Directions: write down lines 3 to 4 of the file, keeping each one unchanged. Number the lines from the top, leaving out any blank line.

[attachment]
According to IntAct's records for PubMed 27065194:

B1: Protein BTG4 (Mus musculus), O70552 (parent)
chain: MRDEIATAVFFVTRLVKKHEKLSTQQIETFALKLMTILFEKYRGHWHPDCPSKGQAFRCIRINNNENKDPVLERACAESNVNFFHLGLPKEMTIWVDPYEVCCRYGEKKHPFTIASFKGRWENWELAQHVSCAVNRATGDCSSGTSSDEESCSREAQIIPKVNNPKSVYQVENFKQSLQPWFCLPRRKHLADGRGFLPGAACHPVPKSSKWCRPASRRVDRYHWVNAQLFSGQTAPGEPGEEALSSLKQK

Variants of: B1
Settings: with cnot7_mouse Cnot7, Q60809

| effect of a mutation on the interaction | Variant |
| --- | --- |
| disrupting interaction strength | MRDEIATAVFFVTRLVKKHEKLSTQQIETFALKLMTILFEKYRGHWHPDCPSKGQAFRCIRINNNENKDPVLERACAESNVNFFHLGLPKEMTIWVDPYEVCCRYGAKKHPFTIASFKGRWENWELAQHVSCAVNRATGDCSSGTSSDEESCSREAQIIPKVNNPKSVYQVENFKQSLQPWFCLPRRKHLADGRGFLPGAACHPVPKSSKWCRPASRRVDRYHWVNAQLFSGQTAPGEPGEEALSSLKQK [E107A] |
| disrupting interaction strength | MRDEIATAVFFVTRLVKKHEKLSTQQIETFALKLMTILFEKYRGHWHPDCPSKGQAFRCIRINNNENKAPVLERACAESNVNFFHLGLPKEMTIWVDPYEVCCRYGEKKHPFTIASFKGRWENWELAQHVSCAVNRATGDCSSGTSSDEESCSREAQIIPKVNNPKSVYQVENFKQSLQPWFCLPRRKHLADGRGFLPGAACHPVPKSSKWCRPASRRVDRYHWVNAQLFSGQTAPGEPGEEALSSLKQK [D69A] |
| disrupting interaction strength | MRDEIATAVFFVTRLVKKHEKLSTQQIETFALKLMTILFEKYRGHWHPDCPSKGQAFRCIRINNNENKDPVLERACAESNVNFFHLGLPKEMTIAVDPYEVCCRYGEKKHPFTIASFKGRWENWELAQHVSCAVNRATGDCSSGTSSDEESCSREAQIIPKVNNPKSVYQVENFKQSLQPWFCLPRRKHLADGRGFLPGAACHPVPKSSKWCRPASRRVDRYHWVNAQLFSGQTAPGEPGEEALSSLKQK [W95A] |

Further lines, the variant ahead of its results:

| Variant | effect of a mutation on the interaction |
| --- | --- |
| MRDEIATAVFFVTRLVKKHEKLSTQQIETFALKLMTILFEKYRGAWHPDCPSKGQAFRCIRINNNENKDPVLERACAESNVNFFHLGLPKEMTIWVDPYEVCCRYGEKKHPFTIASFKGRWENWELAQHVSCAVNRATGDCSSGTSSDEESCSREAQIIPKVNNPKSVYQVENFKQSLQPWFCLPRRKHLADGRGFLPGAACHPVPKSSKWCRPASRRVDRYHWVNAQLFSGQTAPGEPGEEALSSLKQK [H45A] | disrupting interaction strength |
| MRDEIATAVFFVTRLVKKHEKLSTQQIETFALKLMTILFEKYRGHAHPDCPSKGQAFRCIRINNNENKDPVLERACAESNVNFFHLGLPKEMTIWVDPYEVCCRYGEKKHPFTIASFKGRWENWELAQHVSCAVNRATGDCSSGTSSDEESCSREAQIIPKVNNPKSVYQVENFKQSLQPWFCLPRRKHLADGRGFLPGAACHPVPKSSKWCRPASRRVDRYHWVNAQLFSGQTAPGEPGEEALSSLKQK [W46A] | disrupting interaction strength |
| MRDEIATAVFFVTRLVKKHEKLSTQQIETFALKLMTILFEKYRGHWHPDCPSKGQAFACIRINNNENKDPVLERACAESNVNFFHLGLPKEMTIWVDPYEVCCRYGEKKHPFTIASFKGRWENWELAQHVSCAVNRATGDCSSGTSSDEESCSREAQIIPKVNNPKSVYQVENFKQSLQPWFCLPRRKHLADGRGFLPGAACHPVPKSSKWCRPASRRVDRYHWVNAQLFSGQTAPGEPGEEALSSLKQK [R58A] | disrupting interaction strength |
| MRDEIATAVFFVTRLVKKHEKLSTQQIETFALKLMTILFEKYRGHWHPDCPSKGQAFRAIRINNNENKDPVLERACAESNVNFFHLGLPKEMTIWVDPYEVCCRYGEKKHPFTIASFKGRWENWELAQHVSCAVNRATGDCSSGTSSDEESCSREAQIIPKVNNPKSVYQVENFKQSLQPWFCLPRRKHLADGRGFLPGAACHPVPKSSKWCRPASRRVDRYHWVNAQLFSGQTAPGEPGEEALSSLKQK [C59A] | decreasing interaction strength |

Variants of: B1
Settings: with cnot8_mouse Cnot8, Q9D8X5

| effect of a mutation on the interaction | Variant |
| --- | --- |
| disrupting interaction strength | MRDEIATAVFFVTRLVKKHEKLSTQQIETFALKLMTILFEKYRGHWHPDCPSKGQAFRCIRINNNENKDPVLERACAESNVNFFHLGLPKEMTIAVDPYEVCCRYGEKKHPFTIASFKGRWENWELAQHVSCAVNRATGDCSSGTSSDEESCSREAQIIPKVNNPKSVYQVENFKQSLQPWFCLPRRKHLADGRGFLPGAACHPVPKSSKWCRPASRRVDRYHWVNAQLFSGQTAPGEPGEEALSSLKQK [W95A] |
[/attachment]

chain: MRDEIATAVFFVTRLVKKHEKLSTQQIETFALKLMTILFEKYRGHWHPDCPSKGQAFRCIRINNNENKDPVLERACAESNVNFFHLGLPKEMTIWVDPYEVCCRYGEKKHPFTIASFKGRWENWELAQHVSCAVNRATGDCSSGTSSDEESCSREAQIIPKVNNPKSVYQVENFKQSLQPWFCLPRRKHLADGRGFLPGAACHPVPKSSKWCRPASRRVDRYHWVNAQLFSGQTAPGEPGEEALSSLKQK

Variants of: B1